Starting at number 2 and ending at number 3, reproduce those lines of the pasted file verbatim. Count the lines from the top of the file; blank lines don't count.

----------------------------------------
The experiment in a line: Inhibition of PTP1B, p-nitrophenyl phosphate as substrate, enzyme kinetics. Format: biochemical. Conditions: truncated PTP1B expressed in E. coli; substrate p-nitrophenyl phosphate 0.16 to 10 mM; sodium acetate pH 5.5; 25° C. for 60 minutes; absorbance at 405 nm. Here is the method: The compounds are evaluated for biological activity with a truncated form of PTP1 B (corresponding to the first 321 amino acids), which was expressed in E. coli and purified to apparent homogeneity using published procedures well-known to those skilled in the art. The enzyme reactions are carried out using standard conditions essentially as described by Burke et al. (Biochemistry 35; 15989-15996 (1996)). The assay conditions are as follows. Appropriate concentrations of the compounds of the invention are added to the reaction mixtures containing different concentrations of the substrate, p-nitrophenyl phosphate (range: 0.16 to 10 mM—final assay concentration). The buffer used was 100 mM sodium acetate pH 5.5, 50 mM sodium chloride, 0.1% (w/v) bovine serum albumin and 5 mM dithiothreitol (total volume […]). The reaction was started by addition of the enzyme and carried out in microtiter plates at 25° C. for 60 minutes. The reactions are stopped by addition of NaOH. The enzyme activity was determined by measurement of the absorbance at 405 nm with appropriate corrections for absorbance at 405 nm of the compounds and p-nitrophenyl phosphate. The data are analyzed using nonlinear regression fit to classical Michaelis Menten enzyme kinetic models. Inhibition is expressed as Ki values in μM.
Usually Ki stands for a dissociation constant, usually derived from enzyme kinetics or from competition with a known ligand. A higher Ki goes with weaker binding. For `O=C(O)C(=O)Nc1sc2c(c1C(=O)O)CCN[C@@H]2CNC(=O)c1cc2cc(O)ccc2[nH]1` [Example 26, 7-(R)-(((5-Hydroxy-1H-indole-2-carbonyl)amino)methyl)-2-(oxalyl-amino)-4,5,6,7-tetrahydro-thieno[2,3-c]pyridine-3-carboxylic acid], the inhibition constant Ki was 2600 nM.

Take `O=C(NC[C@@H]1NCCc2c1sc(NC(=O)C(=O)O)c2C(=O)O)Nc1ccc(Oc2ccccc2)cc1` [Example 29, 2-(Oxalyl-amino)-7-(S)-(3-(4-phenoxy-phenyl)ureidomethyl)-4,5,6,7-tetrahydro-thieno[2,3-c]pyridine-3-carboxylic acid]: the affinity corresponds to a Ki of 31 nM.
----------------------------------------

Usually Ki stands for a dissociation constant, usually derived from enzyme kinetics or from competition with a known ligand. A higher Ki goes with weaker binding. For `O=C(O)C(=O)Nc1sc2c(c1C(=O)O)CCN[C@@H]2CNC(=O)c1cc2cc(O)ccc2[nH]1` [Example 26, 7-(R)-(((5-Hydroxy-1H-indole-2-carbonyl)amino)methyl)-2-(oxalyl-amino)-4,5,6,7-tetrahydro-thieno[2,3-c]pyridine-3-carboxylic acid], the inhibition constant Ki was 2600 nM.

Take `O=C(NC[C@@H]1NCCc2c1sc(NC(=O)C(=O)O)c2C(=O)O)Nc1ccc(Oc2ccccc2)cc1` [Example 29, 2-(Oxalyl-amino)-7-(S)-(3-(4-phenoxy-phenyl)ureidomethyl)-4,5,6,7-tetrahydro-thieno[2,3-c]pyridine-3-carboxylic acid]: the affinity corresponds to a Ki of 31 nM.